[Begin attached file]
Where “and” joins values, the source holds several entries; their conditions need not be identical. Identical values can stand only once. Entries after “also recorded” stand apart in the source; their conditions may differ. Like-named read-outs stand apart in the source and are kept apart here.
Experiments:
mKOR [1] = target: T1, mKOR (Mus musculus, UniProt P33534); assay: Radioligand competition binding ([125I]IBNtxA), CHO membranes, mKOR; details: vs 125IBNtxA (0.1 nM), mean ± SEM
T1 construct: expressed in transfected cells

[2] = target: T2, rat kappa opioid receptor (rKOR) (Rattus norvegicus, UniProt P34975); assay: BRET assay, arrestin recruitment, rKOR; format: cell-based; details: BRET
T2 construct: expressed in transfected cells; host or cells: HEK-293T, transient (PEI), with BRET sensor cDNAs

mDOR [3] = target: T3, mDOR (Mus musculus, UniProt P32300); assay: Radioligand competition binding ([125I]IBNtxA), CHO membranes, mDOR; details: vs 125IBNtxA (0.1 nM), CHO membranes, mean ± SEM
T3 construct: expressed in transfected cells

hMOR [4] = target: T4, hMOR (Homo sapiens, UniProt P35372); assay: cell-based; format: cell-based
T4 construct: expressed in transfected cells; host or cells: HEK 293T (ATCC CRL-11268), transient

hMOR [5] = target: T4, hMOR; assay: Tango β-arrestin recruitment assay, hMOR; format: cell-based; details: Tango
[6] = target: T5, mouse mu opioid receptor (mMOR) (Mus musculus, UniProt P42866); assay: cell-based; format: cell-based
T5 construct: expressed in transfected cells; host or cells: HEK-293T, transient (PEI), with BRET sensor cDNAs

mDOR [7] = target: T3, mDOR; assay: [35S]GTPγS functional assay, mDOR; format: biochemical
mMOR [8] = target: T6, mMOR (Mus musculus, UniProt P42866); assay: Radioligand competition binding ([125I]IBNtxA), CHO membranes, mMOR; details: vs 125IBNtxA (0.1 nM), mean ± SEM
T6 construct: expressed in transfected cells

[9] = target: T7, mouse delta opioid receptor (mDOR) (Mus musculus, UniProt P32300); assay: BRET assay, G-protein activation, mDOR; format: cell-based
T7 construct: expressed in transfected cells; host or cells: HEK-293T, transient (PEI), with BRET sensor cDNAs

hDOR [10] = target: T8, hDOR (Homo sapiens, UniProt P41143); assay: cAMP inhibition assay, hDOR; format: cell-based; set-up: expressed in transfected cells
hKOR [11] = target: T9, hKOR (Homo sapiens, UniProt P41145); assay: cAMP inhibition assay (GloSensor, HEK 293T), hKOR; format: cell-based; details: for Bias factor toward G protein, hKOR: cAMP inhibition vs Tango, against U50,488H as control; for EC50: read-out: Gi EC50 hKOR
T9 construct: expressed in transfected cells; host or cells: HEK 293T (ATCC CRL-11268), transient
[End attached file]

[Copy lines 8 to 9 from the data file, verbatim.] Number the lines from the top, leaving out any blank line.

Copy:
T3 construct: expressed in transfected cells

hMOR [4] = target: T4, hMOR (Homo sapiens, UniProt P35372); assay: cell-based; format: cell-based